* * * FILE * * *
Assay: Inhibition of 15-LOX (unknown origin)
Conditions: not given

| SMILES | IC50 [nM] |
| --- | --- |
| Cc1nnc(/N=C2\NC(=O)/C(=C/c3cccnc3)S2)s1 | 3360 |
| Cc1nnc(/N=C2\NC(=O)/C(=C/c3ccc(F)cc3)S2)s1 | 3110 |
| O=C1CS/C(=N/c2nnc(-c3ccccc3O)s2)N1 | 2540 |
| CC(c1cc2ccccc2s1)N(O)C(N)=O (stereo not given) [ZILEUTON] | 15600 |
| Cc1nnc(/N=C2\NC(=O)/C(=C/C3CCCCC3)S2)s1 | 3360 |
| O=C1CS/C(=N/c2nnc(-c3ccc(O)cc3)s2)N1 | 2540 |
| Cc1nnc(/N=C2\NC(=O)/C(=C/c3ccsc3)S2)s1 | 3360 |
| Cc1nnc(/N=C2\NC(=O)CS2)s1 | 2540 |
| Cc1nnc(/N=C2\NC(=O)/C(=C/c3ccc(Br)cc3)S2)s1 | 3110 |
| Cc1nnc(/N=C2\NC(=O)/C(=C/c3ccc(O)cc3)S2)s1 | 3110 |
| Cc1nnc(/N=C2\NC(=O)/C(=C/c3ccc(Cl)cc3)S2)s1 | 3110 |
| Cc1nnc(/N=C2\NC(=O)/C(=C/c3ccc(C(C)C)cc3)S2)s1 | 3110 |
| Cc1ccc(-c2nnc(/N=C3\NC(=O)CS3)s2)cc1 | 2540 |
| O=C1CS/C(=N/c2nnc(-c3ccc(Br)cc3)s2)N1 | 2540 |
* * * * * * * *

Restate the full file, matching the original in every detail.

Assay: Inhibition of 15-LOX (unknown origin)
Conditions: not given

| SMILES | IC50 [nM] |
| --- | --- |
| Cc1nnc(/N=C2\NC(=O)/C(=C/c3cccnc3)S2)s1 | 3360 |
| Cc1nnc(/N=C2\NC(=O)/C(=C/c3ccc(F)cc3)S2)s1 | 3110 |
| O=C1CS/C(=N/c2nnc(-c3ccccc3O)s2)N1 | 2540 |
| CC(c1cc2ccccc2s1)N(O)C(N)=O (stereo not given) [ZILEUTON] | 15600 |
| Cc1nnc(/N=C2\NC(=O)/C(=C/C3CCCCC3)S2)s1 | 3360 |
| O=C1CS/C(=N/c2nnc(-c3ccc(O)cc3)s2)N1 | 2540 |
| Cc1nnc(/N=C2\NC(=O)/C(=C/c3ccsc3)S2)s1 | 3360 |
| Cc1nnc(/N=C2\NC(=O)CS2)s1 | 2540 |
| Cc1nnc(/N=C2\NC(=O)/C(=C/c3ccc(Br)cc3)S2)s1 | 3110 |
| Cc1nnc(/N=C2\NC(=O)/C(=C/c3ccc(O)cc3)S2)s1 | 3110 |
| Cc1nnc(/N=C2\NC(=O)/C(=C/c3ccc(Cl)cc3)S2)s1 | 3110 |
| Cc1nnc(/N=C2\NC(=O)/C(=C/c3ccc(C(C)C)cc3)S2)s1 | 3110 |
| Cc1ccc(-c2nnc(/N=C3\NC(=O)CS3)s2)cc1 | 2540 |
| O=C1CS/C(=N/c2nnc(-c3ccc(Br)cc3)s2)N1 | 2540 |